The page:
When discussing North American regionalism one is bound, sooner or later, to explore the stark division of the country between Waffle House and IHOP restaurants, two franchises whose territories almost never overlap. Yesterday over at the Washington Post’s The Fix, Chris Cillizza obliged, demonstrating with state-level data that Waffle Houses are concentrated in states won by Republican nominee Mitt Romney in the 2012 presidential election:

“Mitt Romney won 16 of the 25 states that have at least one Waffle House. In those 16 — call them Waffle House America — he averaged almost 58 percent of the vote, roughly 11 points higher than he won nationwide. …. Of those 25 non Waffle House states , Romney won just eight in 2012: Alaska, Idaho, Montana, Nebraska, North Dakota, South Dakota, Utah and Wyoming. He took an average of 47 percent of the vote in those 25 states…

But, at the least, the remarkable overlay between Waffle House America and the Romney States of America speaks to the remarkably divided state of the country. The self-sorting/silo-ing of America extends beyond what we read, watch and listen to — it extends all the way to what we eat.”

[Photo: City-data.com]

Indeed, the differences – in this and all other regional divisions – are far more profound if you analyze them based on the continent’s real cultural fault lines, which don’t match state boundaries. The real regional map below is from my book, American Nations: A History of the Eleven Rival Regional Cultures of North America, and is based on the initial Euro-American colonization patterns, most stemming back to separate colonial clusters on the eastern and southwestern edges of what is now the U.S. For those looking for a cogent summary of these eleven cultures and their characteristics, read this; if you’re really in a hurry, go here.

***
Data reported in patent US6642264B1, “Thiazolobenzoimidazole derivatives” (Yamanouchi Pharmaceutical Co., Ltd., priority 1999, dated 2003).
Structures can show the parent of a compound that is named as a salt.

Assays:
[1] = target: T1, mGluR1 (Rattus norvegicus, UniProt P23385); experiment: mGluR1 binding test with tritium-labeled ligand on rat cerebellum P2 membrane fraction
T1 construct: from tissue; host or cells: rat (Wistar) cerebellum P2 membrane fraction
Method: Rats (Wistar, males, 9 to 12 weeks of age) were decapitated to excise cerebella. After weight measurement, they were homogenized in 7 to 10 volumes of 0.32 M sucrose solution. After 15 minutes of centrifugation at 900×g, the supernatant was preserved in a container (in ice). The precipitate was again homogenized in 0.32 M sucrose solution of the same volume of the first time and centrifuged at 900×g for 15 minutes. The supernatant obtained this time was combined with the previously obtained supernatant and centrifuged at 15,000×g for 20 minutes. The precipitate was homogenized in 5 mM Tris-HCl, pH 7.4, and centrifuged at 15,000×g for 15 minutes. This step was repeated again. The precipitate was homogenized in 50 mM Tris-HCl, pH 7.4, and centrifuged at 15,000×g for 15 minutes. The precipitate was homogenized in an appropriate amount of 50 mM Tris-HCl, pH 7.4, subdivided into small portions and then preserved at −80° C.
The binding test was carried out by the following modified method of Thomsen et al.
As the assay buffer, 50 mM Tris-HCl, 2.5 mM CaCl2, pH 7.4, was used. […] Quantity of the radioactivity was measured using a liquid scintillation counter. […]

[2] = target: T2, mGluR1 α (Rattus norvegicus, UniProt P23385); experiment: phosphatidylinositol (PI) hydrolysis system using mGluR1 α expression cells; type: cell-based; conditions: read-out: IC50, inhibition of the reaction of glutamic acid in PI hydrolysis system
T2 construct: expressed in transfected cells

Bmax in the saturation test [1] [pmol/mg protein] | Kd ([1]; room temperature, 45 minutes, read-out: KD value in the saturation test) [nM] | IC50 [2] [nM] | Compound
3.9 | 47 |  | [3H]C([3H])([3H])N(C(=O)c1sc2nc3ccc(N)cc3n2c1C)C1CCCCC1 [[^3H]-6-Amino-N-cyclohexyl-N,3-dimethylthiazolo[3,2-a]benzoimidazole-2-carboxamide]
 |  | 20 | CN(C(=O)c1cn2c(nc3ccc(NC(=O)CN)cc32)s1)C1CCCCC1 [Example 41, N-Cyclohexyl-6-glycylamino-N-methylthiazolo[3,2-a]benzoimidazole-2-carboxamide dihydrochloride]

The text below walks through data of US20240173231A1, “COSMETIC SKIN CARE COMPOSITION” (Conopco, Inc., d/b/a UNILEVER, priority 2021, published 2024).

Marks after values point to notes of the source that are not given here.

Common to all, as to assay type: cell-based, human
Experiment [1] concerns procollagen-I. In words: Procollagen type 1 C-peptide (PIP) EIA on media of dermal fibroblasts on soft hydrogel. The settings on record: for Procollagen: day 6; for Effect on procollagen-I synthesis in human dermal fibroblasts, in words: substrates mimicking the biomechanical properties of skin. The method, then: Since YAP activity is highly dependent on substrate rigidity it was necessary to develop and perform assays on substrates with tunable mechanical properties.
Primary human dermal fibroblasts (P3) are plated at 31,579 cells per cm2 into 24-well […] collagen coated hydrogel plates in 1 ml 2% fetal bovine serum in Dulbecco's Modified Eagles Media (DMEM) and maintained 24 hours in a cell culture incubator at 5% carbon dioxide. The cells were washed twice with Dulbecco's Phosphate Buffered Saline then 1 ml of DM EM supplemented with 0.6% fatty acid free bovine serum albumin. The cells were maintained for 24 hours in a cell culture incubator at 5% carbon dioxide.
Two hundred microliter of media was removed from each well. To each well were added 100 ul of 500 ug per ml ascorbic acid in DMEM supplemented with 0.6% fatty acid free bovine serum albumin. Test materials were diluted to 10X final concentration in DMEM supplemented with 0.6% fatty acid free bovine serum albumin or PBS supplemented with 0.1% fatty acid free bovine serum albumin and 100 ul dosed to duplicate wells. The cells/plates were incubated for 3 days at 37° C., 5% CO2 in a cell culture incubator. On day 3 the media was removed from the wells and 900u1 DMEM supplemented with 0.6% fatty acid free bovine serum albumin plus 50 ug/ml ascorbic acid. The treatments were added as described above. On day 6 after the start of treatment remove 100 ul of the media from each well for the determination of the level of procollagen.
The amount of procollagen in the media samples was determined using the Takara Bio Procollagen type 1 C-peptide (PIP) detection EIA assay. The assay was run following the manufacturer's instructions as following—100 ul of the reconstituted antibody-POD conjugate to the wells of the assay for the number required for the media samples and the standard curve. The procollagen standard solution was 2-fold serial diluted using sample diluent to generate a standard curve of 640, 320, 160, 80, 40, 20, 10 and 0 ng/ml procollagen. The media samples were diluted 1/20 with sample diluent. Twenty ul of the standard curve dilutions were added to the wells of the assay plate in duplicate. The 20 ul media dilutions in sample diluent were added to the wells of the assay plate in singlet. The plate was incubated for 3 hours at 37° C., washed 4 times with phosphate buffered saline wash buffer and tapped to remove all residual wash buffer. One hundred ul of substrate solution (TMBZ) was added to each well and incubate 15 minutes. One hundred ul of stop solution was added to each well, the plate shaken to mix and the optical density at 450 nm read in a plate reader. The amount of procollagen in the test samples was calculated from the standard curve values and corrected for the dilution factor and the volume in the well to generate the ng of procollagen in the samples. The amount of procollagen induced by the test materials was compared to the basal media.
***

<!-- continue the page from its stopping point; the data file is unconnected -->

[Photo: Tufts Magazine, click to enlarge]

Consider this: of the 1661 Waffle Houses in the country, there are exactly zero in New Netherland and the Left Coast, which together have a population of 35 million. There are just 10 in all of Yankeedom, which has 55 million people. Those three nations – the “blue” coalition of contemporary politics – comprise 29 percent of the national population, but just 0.6 percent of all Waffle Houses.

Consider the two “Swing States” with a significant Yankee section: Pennsylvania and Ohio. Of Ohio’s 64 Waffle House locations, only 8 are located in the Yankee-settled Western Reserve. In Pennsylvania, only 2 of 11 locations are in the belt settled by New Englanders, where Yankee and Appalachian settlers once squared off in the Yankee-Pennamite Wars. Not one of Indiana or Illinois’ Waffle Houses are located on those states’s Yankee turf.
Further, Waffle House – founded in Georgia – has taken hold only in the Deep South, Greater Appalachia, and the Midlands. It’s owners have unconsciously avoided aggressive expansion outside of this cultural “comfort zone,” spurning El Norte zones in states where it is otherwise active. There are 99 Waffle Houses in Texas, but not one is in that state’s massive El Norte section. None of Colorado’s 11 locations are in that state’s (admittedly rural) El Norte section, while in Arizona, only 5 of 18 are. New Mexico – a state dominated by El Norte – has but 2 locations.

So yes, our “self-siloing” does indeed extend to where we eat, even if we’re all consuming pancakes and sausage when we get there.

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Colin Woodard

Colin Woodard is the author of six books, including Union: The Struggle to Forge the Story of United States Nationhood. He is the director of the Nationhood Lab at Salve Regina University’s Pell Center for International Relations and Public Policy.